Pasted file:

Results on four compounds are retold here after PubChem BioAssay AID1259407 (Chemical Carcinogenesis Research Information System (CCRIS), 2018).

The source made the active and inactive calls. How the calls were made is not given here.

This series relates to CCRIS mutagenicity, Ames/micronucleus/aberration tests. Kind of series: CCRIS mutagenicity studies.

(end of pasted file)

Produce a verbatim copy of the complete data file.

Results on four compounds are retold here after PubChem BioAssay AID1259407 (Chemical Carcinogenesis Research Information System (CCRIS), 2018).

The source made the active and inactive calls. How the calls were made is not given here.

This series relates to CCRIS mutagenicity, Ames/micronucleus/aberration tests. Kind of series: CCRIS mutagenicity studies.